It’s not as if the captains of these ships were forewarned of the danger. President Roosevelt had feared the large transports would be easy targets, especially the tankers, and issued a national emergency for the industry and citizens alike to be on the lookout for any suspicious activities. But efforts like antisubmarine patrols were sporadic at best and calls for community vigilance fell mostly upon deaf ears. Residents who lived off the Georgia coast either forgot or flat-out ignored requests for “nighttime” blackouts.
Then the strikes began.
Dozens of ships were being taken out, one by one; a Norwegian transport ship here, a Swedish cargo ship there, and so on. The Germans had a name for the successful missions, which also described the rising tensions created by the U-boat’s presence near the American coastline. They called it Operation Drumbeat.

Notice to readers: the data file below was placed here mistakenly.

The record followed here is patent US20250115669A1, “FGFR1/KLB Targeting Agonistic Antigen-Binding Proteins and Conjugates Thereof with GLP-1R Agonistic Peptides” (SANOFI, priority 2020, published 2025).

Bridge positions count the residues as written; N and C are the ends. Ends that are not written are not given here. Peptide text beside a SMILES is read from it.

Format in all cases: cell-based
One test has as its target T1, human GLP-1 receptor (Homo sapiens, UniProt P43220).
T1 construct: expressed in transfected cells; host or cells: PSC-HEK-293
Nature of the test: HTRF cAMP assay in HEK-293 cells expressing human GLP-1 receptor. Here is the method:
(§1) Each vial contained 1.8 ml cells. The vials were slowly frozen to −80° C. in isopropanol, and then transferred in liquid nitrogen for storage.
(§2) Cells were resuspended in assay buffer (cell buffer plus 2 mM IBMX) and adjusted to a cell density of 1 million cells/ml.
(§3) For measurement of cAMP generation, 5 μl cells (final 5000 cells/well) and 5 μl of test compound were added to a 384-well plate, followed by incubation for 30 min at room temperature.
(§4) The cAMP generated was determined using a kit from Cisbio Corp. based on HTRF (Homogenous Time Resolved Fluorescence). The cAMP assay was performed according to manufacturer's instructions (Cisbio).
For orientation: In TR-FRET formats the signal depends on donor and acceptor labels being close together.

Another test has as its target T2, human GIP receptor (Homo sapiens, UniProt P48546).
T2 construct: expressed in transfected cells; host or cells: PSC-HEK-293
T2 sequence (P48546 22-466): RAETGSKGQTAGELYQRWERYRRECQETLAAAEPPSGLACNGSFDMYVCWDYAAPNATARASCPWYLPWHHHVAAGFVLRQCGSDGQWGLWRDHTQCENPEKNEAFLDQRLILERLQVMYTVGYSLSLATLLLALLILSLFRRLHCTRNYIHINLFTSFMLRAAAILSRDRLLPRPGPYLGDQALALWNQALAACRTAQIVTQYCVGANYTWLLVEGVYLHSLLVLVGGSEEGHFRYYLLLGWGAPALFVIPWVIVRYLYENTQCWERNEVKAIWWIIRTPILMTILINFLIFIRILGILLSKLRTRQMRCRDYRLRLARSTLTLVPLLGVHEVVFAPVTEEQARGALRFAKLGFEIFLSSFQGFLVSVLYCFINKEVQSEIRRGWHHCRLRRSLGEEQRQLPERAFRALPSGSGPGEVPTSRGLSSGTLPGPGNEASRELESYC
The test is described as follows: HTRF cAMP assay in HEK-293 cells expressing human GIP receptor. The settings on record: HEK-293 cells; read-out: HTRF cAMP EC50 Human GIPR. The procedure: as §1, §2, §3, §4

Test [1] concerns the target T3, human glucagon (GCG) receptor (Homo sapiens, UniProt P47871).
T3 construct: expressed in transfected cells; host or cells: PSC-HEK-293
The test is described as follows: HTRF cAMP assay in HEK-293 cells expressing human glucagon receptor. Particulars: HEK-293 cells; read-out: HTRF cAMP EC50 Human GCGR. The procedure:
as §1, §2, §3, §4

Washington took notice. Roosevelt ramped up government efforts to arm the ships with Navy guns, especially the larger ones, but it didn’t come soon enough. Shortly after the order was issued, Commander Hardegen took out the two tankers.
This time, the drumbeat was felt on land too.
The concussion from the torpedo blast rattled windows in homes on St. Simons Island, disrupting an otherwise peaceful night for the shore dwellers. In the darkness, the two wounded tankers limped along until their hulls scraped the shallow bottom. The cargo of oil, tons of it, spilled like blood out of a wound into the open sea. Two dozen crew members lost their lives in the attack and dozens more were rescued by Coast Guard cutters, or private yachts.
For the Germans it was a good night. “The last hours have passed,” the ecstatic Hardegen telegraphed back to his superiors, referring to the ships hit, and the two tankers, he explained, that “lie at the bottom, sunk by the drum beater.” He claimed to take out 12 ships total that night, although it was later believed to be 10.
The quick succession of U.S tanker strikes were more than enough for an already irate Roosevelt. With strict orders to the Commander in Chief of the Navy U.S. Fleet, the tankers were forbidden to move north of the Florida straits.